I believe that with the right tools you can do anything and cooking and baking are no exceptions. I do have tools I use more than others and those I will list here:

a good chefs knife

a good paring knife

a good serrated bread knife

a boning knife

a good carving knife and fork

a large wooden cutting board with a moat for meat juices

a medium sized plastic cutting board with rubber ends (to keep in place)

restaurant quality fry pans, one small one large

a good garlic press (Zyliss is my fav)

a heavy bottomed large soup pot

a dutch oven

a braising pan that can go from stove top to oven

a large pot with built in colander for cooking and draining pasta

baking sheets

a baking dish 9 x 13 x 2, for lasagna and brownies

measuring cups and spoons

Pyrex liquid measuring set

wooden spoons

candy thermometer

at least one spatula

a dough scraper aka a bench scraper

a fine grater – for grating fresh nutmeg and Parm. cheese


small ice cream scoop

rolling pin

pizza stone and peel

How to Toast Nuts:

Place nuts in a single layer on a baking sheet. Preheat oven to 300 degrees. Place nuts in oven and bake 8 to 10 minutes or until you can start to smell them. Not kidding. But keep an eye on them. You will also be able to smell them burning and it is not good!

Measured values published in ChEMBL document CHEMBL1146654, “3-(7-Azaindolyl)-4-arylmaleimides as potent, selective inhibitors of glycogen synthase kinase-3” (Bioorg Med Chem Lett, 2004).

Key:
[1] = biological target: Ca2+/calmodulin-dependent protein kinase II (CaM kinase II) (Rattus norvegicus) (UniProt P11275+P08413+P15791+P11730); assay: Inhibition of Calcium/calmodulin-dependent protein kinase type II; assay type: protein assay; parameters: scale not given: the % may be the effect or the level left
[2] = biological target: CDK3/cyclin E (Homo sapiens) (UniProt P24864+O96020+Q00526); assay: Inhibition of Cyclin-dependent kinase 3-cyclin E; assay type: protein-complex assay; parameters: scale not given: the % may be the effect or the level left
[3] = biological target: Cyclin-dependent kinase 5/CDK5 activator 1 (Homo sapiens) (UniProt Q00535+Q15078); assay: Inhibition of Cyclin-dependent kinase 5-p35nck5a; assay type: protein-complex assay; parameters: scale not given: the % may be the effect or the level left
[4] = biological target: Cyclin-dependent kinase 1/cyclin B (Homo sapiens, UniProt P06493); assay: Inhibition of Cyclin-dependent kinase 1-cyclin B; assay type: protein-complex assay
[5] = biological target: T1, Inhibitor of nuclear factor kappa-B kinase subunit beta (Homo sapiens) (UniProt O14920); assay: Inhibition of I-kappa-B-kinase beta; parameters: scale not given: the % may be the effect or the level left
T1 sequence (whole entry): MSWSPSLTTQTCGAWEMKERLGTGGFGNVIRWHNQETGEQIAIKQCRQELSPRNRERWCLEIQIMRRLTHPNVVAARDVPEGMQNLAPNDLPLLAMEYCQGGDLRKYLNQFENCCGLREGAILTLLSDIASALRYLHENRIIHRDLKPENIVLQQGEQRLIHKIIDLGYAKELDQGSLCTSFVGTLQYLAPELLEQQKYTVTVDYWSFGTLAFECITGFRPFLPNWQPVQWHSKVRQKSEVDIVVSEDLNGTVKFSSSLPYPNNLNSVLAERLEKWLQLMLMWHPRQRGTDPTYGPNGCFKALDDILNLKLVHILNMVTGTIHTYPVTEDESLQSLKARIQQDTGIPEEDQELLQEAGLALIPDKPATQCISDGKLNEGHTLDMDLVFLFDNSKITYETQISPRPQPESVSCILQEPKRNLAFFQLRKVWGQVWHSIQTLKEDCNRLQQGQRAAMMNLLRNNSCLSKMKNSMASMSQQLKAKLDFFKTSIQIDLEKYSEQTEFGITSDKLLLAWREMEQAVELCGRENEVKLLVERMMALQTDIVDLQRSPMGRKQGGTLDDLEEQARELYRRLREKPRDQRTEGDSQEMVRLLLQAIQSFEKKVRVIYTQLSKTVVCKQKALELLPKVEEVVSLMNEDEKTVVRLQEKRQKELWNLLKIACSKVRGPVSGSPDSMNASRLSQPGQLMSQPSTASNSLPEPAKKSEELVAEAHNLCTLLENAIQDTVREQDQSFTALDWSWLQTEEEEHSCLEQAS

How to Boil an Egg:

Place eggs in a saucepan and cover with cold water. Place on high heat and cover. Once the water boils turn off the heat but leave the eggs in the pan on the burner with the lid on. Set your timer to 9 minutes. When the time is up uncover the eggs, dump the hot water and cover with cold water. Let sit, replacing with more cold water after 3 or so minutes. Be patient here so they are easier to peel! After they have rested in cold water about 8 to 10 minutes you can peel them and serve as desired.

Pie Crust/ Pate Brissee:

Makes two 9 inch pie crusts.

2 and 1/2 cups all purpose flour

1 tsp salt

1 tsp sugar

1 cup (2 sticks) cold unsalted butter, cut into small pieces

1/4 to 1/2 cup ice water